So what can be done to jump-start this change? For one thing, think about the homemakers you know and make sure that when you talk to them you do not disparage their role, even inadvertantly. They are valuable, not just to their families, but to our society and to the earth itself. They play perhaps the most important job on the planet. If you hear someone else act dismissively to someone with a homemaking role, bring the issue to discussion. It's often a very quiet discrimination against people who are "just" housewives or homemakers or "just a stay-at-home mom". It seems that official job titles working out of the home carry so much more prestige and importance, and anything we can do to reverse this trend will be better for our communities, our society, and our environment.

Saturday, December 08, 2007

A Blogging First

For the first time ever, I'm going to duplicate a post across all three of my blogs. Usually, I keep them pretty separate, figuring that people reading my Ironmom blog might not be all that interested in my vegetable-growing and chicken-farming adventures. Or that people interested in my family's unschooling days might not care what kind of swim workout I'm using these days. But this one post cuts across all lines of interest in my life. It's about homeschooling my kids and the amazing things we get to do, it's about alternative energy, and it's about teamwork and fostering a positive approach to competition. And I'm so proud, I'm not just going to post a link, I'm putting the whole thing right here as well:

So, my kids' robotics team, the Solar Dragons, went to the regional tournament last weekend. I knew that they were very well prepared, their robot was solid, they had put in a lot of time perfecting their programs, their runs on the challenge table, their research project and presentation, and I knew that they were operating as an exceptional team with respect for each other and for the other teams. What I didn't even imagine in my wildest dreams is that they would WIN THE WHOLE TOURNAMENT! Yep, that's it. They really did it!

First of all, their runs on the robot table went very well. They practiced their approach so many times that there was no fumbling or nervousness at the table, just a smooth running of all the things they needed to do (remove and replace attachments, add cargo, aim robot, select program, run robot). They had decided that they would all run their programs at the table, but according to Lego competition rules, only two of them could be at the table at any given time, so they took a tag-team approach. They helped each other out, and as each kid was done with their turn, they tagged the next.

They also faced three panels of judges. One teamwork panel that asked them questions about how they worked as a team (my favorite moments, when they asked things like "who is your team leader" and the kids said "we operate by consensus", LOL.) One panel was technical judging, where they had the kids run their programs and asked them about their programs and robot design, and a third panel evaluated their research project (they had five minutes to do a presentation, and another five minutes of Q&A - they actually knew their stuff so well, the panel ran out of questions to ask them!). When we saw the research projects of some of the other groups of kids, I knew that our kids would do really well. Many kids from school teams had used their classrooms or part of their school building for the energy audit. While this was probably technically admissible, I think the real goal from Lego FIRST League in setting this as a project for this year was to get the kids out and interacting with the community. Since our team really did choose a big and complex public building to audit, and researched extensively on alternative energy solutions, I knew they'd wow the judges (and they did!).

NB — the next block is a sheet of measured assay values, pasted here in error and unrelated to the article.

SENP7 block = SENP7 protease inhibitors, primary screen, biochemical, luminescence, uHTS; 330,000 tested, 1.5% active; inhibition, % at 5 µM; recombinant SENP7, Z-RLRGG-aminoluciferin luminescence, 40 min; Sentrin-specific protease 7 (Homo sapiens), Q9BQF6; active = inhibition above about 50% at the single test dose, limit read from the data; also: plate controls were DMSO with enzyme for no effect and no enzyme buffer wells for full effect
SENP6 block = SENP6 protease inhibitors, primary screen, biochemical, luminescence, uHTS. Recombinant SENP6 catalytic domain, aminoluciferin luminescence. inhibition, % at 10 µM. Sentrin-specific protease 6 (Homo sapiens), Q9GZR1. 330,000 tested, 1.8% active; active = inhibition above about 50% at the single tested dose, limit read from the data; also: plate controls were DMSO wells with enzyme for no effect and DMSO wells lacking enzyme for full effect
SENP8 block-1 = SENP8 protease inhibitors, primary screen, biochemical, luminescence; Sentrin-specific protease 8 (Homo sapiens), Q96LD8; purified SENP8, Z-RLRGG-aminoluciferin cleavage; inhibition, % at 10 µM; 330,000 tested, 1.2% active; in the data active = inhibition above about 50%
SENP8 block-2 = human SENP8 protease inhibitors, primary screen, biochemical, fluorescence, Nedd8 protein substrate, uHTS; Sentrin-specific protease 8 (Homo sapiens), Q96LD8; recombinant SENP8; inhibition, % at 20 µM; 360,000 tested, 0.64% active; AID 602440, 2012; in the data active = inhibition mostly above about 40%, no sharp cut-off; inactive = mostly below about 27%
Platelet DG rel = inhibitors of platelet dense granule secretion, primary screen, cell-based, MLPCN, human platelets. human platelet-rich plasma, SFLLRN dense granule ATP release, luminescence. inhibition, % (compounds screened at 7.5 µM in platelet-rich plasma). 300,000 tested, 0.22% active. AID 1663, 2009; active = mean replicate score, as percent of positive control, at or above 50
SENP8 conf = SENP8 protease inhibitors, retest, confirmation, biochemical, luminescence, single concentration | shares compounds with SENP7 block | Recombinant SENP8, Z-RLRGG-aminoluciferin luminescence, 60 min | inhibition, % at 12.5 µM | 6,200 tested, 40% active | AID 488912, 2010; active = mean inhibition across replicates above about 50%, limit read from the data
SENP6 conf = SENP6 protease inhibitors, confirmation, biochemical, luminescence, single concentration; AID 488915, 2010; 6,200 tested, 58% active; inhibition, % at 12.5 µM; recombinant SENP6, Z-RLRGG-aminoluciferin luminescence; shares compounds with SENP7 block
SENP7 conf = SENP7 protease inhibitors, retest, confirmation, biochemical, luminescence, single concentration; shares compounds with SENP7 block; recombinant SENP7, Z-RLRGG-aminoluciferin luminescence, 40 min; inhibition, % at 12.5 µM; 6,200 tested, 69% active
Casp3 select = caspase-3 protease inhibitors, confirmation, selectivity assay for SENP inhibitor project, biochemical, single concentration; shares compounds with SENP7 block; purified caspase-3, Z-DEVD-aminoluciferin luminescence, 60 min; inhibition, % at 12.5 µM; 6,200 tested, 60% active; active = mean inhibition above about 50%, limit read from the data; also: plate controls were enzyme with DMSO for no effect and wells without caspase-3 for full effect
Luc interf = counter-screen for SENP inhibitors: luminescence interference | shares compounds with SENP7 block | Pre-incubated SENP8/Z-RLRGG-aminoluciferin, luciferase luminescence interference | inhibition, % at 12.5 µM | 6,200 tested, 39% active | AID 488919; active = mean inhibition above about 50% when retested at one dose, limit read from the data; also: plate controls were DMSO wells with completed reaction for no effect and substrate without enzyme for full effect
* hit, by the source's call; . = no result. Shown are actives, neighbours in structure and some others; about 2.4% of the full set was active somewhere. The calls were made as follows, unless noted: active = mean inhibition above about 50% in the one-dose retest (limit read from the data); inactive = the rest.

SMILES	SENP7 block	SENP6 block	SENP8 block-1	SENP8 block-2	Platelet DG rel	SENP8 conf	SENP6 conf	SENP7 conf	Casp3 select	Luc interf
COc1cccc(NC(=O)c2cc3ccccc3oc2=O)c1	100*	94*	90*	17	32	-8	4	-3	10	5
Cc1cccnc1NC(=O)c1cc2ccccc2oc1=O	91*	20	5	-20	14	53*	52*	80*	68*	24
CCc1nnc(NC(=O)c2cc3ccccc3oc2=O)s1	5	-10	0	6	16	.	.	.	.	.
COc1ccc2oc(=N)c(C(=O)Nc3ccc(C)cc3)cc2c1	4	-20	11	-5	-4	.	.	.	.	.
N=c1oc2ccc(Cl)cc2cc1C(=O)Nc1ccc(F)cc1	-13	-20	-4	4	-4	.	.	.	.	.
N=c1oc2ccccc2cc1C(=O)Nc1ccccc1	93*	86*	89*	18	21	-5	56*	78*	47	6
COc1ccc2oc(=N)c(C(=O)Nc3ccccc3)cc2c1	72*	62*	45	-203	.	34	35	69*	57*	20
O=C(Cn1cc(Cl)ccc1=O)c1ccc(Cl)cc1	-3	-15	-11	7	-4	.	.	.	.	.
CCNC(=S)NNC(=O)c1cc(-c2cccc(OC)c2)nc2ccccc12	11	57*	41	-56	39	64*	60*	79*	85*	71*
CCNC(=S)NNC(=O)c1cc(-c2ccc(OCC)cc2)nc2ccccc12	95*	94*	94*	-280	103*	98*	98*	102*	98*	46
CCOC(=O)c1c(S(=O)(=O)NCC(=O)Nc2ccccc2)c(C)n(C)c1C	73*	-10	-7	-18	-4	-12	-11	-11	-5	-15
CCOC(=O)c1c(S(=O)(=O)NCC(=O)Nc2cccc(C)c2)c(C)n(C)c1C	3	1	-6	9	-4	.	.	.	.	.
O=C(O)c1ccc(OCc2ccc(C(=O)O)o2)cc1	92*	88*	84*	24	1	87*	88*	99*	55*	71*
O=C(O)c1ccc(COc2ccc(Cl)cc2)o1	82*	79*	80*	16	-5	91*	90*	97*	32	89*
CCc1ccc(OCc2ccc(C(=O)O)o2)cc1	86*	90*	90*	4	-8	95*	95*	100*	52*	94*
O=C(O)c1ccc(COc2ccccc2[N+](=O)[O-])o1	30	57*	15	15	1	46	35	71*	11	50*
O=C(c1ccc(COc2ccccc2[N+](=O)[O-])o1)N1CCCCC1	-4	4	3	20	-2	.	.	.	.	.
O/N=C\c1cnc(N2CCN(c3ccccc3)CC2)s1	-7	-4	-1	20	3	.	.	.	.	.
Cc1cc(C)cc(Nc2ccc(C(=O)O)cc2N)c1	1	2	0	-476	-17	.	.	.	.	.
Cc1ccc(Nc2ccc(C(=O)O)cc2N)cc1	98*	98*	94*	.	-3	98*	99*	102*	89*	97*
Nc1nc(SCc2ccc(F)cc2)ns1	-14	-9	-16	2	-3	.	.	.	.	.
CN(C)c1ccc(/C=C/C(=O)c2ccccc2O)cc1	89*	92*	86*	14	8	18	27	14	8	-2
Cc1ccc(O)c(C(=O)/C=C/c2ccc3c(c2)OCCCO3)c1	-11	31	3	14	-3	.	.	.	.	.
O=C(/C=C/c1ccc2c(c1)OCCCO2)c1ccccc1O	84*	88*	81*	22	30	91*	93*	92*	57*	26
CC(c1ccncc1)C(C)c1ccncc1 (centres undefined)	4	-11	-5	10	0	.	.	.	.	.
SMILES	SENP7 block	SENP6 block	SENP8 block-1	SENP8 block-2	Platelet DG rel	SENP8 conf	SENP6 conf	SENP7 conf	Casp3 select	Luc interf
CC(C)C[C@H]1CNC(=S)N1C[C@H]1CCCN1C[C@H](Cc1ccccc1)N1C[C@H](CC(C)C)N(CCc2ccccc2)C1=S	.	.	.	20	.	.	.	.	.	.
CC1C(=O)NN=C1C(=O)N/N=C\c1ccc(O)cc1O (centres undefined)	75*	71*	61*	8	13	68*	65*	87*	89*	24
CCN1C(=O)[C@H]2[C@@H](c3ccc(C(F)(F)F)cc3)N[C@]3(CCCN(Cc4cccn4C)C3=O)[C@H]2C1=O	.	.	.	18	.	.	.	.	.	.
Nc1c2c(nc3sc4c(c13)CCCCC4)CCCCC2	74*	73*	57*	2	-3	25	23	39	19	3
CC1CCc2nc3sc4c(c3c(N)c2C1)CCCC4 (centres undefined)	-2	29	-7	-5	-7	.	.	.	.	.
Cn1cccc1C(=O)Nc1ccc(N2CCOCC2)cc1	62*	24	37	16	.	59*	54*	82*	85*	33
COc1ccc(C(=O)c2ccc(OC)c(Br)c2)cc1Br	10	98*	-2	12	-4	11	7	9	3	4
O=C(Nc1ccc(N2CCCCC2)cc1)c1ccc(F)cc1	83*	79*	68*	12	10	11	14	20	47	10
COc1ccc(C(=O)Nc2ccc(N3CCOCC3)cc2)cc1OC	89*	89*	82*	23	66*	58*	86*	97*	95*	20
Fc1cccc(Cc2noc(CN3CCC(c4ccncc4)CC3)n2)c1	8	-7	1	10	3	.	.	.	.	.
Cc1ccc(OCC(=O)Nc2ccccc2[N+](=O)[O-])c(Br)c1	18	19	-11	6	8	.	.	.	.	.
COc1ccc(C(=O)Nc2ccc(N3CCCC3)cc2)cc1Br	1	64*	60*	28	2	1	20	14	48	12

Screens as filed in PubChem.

I am proudest of the fact that they scored a perfect 100 on teamwork. I know they're a great group of kids and they have worked so well together and have had so much fun together, it really showed. Whenever they've made a team decision, it has almost always been unamimous. I think it also really speaks volumes that we have two pairs of siblings on the team (not always the easiest to work with your own family members!) and that the kids come from different educational venues (two different schools plus some homeschoolers). They also got the highest score on their research presentation, something they've put so much time and effort into (see my previous post for a description of what they did). The got the 2nd highest score on the robot table as well, garnering 195 points with their seven mission programs.

So without further ado, here's some pics of these magnificent kids in action!

Here's the table setup in the main competition hall. Two teams compete against each other in timed table runs.

Their first run at the table, Claire and Asa work together to send the robot out on a mission to plant trees.

Time for their technical presentation. Whoops, I forgot to bring the folder with printouts of their programming. Good thing I'm a trained runner!

Waiting for their turn.

Mackenzie and Daniel get the power lines in place, the rest of the team waits behind for their turn to be tagged.

Waiting outside the presentation judging room. It was cold enough to snow and the poor kids were shivering. They're holding the photos for their research presentation.

Presenting to the panel of judges.

We were all so impressed with this kid, Thomas. His entire team backed out, but he came and competed all by himself!

We can't believe it, we won the whole thing!